The European Commission not only called for maintaining online activities, but also promoted the sophistication of their content: in Kaunas, Lithuania, one of the European Capitals of Culture in 2022, an online symposium was held to discuss the nature of artistic activities under lockdown and how they can contribute to the people. The symposium warned that “simplified online activities degrade the quality of art”. I was very impressed by this warning.
Many performing arts were recorded and transmitted around the world using sophisticated technology and equipment.
In some cases, TV crews tried new ways of recording small theatrical productions, improving the quality and content to the point where Netflix, with its 200 million viewers, was no match for them.
In the field of art, there have long been calls for a rethink of the old system of museums. The COVID pandemic has undoubtedly provided an excellent opportunity to evolve the way museums are and their contribution to education. The museums were forced to close their doors for a long time, but they took advantage of the situation to revise their exhibitions and collections, and to renovate their premises in a way that had not been possible before. In addition, the highly digitalised nature of artworks has accelerated. The dissemination of digital content to the outside world, especially in education, has shortened the distance between museums and people. Some of the world’s first VR exhibitions, in which artworks were photographed at an ultra-high resolution of one billion pixels, were also unveiled. The museum has begun a new mission, where its content can be used not only by visitors but also by art educators.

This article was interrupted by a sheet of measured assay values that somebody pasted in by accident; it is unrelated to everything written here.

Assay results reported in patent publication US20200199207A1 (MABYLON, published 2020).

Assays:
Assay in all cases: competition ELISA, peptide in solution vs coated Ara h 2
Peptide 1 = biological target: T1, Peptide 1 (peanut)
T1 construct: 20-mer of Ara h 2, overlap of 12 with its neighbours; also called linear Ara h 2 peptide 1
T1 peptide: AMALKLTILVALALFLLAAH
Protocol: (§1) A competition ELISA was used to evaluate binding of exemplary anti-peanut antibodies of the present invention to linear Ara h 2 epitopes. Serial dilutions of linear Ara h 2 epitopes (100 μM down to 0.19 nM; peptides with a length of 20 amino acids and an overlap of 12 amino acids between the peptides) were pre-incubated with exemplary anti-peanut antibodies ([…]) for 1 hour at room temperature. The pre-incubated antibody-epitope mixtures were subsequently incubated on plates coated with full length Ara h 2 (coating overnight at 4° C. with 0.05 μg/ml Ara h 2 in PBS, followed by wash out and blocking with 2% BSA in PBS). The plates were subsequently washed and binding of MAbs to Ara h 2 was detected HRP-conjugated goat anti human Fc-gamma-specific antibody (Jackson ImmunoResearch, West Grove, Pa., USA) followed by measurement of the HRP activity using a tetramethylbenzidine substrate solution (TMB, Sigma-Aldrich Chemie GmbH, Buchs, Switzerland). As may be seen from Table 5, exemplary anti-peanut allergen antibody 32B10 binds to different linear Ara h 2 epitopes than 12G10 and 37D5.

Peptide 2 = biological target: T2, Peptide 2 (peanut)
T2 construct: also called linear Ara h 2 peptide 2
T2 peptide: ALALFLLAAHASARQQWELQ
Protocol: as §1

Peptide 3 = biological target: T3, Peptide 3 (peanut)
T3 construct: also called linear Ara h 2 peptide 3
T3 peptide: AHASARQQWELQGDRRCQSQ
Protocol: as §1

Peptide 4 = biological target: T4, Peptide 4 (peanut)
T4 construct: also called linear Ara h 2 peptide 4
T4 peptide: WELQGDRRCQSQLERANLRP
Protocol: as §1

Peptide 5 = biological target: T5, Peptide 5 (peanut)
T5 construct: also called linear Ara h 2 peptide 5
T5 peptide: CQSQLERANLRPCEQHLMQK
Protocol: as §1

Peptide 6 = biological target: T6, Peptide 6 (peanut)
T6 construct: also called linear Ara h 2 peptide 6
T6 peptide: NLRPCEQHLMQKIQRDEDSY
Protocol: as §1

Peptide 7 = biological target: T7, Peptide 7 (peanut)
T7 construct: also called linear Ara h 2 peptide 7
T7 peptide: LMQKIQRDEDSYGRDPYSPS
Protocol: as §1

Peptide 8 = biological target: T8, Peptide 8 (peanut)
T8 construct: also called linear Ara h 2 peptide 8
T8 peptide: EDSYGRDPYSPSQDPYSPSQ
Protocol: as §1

Two visits to Europe during the COVID pandemic
A bond existed between the European Capitals of Culture and us, which had been built up over a long period of time through repeated visits to each other. Even in the midst of the pandemic, we continued to communicate with each city in every possible way. But there is no limit to the information that can be gained by going directly to the ground. As the situation has become more protracted, I have come to feel that online-meetings such as on ZOOM are not enough and that face-to-face discussions are essential. I decided to visit Europe for the sake of the many artists and young people who are looking forward to the development of our work.
Ideals and resignation are two sides of the same coin. When we are in trouble, if we only pursue our ideals, we will only end up in despair. The only way out is to find out what is possible and what is not, and to start with what is possible. Only a realist will be able to overcome the situation.